Several years ago, I was invited to tour the police museum at Scotland Yard where, among other things, they keep evidence relating to the Jack the Ripper investigation. Written within the margins of an old book is the apparent identity of the Ripper, recorded by the chief investigator of the case. Let me repeat that: Scotland Yard may already know the identity of Jack the Ripper. When I asked the museum director why the general public still considers the Ripper case unsolved, he shrugged and said: “People love a mystery.”
The man should be forgiven his understatement. People don’t just love mysteries. They are obsessed with them—especially the kind that are never definitively solved. This unabashed interest in crime is not just a peculiar trait of the English-speaking public. People all over the world have gotten swept up in documentaries like the first season of Serial and, more recently, Making of a Murderer.
Crafting a piece of gripping, narrative true crime that engages the world is not that different from crafting a piece of crime fiction. Here is the basic formula: An attractive young victim. A sexual component. Some form of social deviance. A zealous cop and/or prosecutor. A false confession. An alternative suspect. An injustice. A good guy. A bad guy. A name that instantly identifies the crime and the mystery. Lizzie Borden. Casey Anthony. O.J. Simpson. Amanda Knox. The West Memphis Three. Adnan Syed. Steven Avery.
Before I continue, I want to name Teresa Halbach, the 25-year-old whose burned remains were discovered on Avery’s land. One of the great travesties of this type of narrative is that the focus quickly turns away from the victim. (A travesty oft-repeated; homicide is one of the leading causes of death for women in Halbach’s age group.)
There are enough posts that toss around theories about Avery’s and his nephew, Brendan Dassey’s, respective guilt or innocence, but as someone who has made it her vocation to study the ins and outs of law enforcement and the justice system, what interests me most about the public’s reaction to Making a Murderer is the tendency to treat Avery and Dassey as outliers. Anyone who has spent any time in a courthouse can tell you that the two men typify the accused: uneducated, unsophisticated and perhaps most damning of all, under the poverty line.
To quote Steven Avery: “Poor people lose.” This is the only piece of the case that is not a mystery. Brendan Dassey joins the more than 60% of prison inmates who are functionally illiterate. As for his first court-appointed lawyer and so-called investigator: he got what he couldn’t pay for. During his trial, there was no money to pay experts on false confessions or psychiatrists to testify about Dassey’s lack of cognitive abilities. If you think experts wouldn’t have tipped the scale, just ask Ethan Couch, who confessed to killing four people, how his affluenza is treating him.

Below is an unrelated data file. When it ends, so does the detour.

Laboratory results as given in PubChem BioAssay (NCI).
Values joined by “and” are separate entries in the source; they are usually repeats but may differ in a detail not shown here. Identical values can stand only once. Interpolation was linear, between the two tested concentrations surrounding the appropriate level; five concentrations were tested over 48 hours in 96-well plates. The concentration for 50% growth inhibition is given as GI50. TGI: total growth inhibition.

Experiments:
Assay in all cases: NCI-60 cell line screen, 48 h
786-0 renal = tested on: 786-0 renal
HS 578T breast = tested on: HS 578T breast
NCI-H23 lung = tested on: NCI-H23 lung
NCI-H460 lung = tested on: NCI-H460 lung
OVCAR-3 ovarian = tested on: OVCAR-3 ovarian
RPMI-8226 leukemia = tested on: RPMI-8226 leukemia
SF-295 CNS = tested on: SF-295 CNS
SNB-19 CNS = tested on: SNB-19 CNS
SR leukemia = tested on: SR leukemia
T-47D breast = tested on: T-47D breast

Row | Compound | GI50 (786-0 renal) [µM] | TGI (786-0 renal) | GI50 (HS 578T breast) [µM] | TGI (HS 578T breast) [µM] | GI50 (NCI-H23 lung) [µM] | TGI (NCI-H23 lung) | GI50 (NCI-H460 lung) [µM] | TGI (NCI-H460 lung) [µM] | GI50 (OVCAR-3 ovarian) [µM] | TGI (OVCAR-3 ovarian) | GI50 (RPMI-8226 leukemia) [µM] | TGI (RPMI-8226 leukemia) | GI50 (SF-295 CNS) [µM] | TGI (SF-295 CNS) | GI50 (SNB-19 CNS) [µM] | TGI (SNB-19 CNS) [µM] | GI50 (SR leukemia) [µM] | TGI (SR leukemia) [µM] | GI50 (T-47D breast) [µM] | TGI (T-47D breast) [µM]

Lack of money isn’t just a problem on one side of the courtroom. The most important lesson I have learned from spending years talking to law enforcement officers is that the vast majority of them really want to do a good job. They have a physical need to do a good job. And yet, we don’t give them the resources that would help them. Effective police forces from big cities to small (especially small) require rigorous, continual training. Crime scene techs need constant scientific education. Prosecutors and public defenders deserve to make a living wage. There are massive backlogs of untested rape kits and DNA samples sitting in storage rooms all over the country. There are state labs that are withering away from lack of funding. That the system still works at all is a testament to the strength of character of the women and men who fill these thankless jobs. But sometimes, as in Dassey’s case, we the American public are getting what we won’t pay for.
This is where the final component of a good narrative comes in: the sense of a great injustice. No matter where you stand on the guilt or innocence of Avery and Dassey, it would be very hard to deny that improprieties—some great, some small—have gone on in Manitowoc County. Evidence was mishandled. Crime scenes were trampled. The chain of custody was broken. Procedures were ignored. To me, this is the real mystery at the heart of Making of a Murderer—not “did they do it?” but “are we going to allow the government to cheat?”
We don’t need Making a Murderer to tell us that the government doesn’t always play by its own rules. Many of us feel like we are the Dasseys while others get to be the Couches. In a democracy, that’s the puzzle we should be obsessed with solving: how do we make the system work for everybody instead of focusing such a massive amount of energy trying to make it work for just these two people? Don’t get me wrong. New trials for Avery and Dassey would be a tremendous accomplishment, but properly funding all sides of our criminal justice system could go a long way toward preventing future wrongful convictions. Of course, that would take more than signing an online petition or posting alternative theories on Reddit. Real reform would take money. It would take leadership. It would take action. Thinking back to my tour of Scotland Yard, maybe people don’t want a solution after all. They just want to love the mystery.